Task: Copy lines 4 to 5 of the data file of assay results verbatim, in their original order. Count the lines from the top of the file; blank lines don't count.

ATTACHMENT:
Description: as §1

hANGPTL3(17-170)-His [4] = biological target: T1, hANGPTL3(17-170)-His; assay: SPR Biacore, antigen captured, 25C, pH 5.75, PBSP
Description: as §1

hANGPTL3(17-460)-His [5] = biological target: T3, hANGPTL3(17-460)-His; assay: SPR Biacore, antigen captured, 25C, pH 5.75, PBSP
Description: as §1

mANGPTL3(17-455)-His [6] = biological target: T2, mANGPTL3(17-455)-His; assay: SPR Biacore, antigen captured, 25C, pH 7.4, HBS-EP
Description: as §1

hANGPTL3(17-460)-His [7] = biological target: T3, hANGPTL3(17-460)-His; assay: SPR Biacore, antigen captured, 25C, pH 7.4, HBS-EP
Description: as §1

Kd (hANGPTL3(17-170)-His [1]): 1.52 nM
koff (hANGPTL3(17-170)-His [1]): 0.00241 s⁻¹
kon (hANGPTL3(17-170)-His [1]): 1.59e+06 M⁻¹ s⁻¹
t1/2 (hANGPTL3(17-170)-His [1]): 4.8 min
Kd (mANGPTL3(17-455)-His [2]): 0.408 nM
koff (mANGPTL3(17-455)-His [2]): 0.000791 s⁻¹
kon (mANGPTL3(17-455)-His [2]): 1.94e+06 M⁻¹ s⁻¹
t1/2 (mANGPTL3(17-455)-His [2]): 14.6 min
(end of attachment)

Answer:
hANGPTL3(17-460)-His [5] = biological target: T3, hANGPTL3(17-460)-His; assay: SPR Biacore, antigen captured, 25C, pH 5.75, PBSP
Description: as §1